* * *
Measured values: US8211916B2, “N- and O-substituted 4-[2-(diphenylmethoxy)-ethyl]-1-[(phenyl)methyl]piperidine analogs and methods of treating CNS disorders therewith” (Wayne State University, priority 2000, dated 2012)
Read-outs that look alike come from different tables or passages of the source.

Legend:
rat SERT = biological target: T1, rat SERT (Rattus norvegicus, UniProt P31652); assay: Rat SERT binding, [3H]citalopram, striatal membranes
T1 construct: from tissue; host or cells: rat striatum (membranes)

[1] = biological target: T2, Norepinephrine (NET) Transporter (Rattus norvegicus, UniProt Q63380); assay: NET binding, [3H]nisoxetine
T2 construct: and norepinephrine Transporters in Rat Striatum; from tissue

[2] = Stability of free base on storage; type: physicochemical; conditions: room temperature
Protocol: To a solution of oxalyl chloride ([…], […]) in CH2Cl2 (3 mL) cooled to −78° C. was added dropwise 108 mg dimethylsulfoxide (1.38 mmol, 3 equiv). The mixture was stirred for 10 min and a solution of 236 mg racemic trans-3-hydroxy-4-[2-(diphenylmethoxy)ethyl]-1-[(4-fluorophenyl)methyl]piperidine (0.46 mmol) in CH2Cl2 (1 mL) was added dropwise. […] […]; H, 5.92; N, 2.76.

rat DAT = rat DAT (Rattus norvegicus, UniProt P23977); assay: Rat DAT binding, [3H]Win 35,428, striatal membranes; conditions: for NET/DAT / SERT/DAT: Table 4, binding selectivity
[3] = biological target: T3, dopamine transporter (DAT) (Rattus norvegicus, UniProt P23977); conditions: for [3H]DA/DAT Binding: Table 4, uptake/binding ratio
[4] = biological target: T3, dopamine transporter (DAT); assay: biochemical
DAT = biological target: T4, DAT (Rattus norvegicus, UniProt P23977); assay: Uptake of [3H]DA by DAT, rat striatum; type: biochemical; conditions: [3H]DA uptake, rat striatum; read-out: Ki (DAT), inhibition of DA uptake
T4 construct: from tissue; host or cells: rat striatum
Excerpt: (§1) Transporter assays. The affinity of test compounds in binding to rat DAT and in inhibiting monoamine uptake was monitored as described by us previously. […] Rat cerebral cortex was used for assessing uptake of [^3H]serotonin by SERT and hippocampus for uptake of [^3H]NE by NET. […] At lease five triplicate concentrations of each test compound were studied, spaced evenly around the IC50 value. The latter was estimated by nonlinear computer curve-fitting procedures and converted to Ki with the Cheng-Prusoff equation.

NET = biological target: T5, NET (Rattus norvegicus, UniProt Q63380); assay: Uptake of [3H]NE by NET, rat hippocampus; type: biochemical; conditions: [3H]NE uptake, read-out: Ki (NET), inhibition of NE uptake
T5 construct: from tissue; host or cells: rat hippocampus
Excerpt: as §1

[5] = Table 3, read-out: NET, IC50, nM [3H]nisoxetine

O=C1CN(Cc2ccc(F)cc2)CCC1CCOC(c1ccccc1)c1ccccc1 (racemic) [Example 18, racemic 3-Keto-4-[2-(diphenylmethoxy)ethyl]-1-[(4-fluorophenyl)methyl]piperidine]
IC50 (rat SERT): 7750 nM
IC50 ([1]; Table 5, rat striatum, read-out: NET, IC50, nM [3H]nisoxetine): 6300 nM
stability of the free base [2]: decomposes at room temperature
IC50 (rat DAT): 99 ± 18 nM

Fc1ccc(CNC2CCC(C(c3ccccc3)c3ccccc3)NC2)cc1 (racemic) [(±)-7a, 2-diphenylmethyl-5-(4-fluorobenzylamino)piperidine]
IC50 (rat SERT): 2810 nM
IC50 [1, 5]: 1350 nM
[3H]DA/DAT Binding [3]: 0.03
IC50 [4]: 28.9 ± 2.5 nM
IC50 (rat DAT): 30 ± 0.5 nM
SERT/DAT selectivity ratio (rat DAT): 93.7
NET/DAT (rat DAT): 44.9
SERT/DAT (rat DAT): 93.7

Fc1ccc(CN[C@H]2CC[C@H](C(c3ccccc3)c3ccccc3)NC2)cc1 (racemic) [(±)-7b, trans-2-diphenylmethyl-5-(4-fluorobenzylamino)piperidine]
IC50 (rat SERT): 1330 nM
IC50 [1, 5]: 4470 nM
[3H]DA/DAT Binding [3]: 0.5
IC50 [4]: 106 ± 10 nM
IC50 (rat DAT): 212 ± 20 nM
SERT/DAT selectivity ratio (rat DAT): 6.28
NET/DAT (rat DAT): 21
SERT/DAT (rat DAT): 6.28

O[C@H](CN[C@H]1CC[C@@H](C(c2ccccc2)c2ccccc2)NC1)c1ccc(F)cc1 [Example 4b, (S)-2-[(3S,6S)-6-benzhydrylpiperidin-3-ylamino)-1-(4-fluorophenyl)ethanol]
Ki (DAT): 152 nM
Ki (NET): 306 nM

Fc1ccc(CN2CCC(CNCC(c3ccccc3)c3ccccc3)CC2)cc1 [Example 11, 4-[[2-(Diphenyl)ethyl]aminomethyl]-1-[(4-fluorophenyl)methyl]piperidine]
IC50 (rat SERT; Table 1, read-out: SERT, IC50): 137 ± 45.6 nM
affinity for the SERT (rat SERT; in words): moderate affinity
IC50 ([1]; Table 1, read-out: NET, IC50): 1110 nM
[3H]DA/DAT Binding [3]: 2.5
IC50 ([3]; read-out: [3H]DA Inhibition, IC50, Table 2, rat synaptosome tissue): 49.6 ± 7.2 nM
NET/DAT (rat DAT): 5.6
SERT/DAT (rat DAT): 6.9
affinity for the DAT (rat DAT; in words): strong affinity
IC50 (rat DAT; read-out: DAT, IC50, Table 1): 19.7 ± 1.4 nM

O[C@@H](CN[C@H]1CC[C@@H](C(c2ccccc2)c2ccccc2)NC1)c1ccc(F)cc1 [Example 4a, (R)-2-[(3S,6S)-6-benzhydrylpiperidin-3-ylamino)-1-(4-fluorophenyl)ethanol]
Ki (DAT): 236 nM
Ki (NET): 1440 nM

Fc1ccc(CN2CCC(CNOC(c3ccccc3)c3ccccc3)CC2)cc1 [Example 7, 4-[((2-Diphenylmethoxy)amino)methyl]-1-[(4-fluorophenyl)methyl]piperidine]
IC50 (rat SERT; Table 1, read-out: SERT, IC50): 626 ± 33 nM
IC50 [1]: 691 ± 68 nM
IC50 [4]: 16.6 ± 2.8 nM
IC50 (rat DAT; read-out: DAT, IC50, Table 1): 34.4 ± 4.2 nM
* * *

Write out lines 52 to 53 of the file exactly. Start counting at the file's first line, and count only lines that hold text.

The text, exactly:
NET/DAT (rat DAT): 5.6
SERT/DAT (rat DAT): 6.9